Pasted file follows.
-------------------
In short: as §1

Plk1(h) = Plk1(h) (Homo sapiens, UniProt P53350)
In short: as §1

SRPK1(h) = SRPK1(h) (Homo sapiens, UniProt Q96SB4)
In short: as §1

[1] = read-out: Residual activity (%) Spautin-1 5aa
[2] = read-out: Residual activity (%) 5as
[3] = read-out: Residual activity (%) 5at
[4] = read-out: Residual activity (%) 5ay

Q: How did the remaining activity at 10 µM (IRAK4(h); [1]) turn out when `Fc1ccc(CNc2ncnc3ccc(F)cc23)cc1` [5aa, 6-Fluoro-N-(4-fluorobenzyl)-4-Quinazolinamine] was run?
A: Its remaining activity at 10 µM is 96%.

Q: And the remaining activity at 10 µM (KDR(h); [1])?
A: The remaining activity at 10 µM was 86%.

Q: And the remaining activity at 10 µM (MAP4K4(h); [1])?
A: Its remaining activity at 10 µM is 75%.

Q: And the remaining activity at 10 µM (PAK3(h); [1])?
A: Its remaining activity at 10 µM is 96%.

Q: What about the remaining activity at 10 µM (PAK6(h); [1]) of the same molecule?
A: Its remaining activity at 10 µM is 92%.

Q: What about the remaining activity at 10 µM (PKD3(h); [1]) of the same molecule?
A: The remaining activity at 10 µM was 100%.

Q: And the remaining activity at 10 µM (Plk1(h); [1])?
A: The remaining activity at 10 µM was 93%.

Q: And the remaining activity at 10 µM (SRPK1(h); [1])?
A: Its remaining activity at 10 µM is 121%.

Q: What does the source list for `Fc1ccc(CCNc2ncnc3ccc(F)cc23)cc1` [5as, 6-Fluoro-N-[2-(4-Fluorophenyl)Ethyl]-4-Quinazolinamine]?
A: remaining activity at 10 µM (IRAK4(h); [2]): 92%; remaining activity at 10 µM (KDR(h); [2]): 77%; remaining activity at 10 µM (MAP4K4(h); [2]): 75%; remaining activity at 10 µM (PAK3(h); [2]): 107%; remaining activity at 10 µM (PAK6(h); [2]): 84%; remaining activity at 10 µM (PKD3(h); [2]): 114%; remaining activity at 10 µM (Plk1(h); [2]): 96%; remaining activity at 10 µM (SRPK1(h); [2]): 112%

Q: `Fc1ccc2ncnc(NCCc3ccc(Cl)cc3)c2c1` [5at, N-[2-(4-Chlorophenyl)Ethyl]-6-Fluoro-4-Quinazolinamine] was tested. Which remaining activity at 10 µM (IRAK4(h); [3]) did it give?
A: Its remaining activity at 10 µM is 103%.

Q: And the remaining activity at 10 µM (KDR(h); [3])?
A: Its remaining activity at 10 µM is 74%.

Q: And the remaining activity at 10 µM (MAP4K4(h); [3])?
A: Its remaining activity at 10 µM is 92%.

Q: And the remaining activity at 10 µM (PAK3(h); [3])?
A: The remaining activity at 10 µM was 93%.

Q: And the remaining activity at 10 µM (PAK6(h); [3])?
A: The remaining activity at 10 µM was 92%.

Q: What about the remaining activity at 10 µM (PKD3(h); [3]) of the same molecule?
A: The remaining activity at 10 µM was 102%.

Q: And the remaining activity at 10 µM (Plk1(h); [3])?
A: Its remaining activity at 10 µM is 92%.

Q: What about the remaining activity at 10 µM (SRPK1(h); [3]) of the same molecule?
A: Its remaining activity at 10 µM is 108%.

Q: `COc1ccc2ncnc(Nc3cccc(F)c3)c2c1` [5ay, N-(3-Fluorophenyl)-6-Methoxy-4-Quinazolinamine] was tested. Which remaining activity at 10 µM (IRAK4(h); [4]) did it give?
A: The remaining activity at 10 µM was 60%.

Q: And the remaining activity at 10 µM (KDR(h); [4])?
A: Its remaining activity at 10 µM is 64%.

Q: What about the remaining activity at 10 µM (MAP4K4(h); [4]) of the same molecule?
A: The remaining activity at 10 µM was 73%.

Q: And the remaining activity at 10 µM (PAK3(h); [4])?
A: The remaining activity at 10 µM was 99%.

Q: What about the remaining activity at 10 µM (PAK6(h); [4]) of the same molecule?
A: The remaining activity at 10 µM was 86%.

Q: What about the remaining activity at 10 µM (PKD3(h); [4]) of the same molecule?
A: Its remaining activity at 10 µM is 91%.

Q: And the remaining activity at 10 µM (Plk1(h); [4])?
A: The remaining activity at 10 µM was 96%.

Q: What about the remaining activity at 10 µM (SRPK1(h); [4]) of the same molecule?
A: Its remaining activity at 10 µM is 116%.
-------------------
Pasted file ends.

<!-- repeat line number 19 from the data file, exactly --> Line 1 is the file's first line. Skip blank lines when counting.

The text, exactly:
A: Its remaining activity at 10 µM is 92%.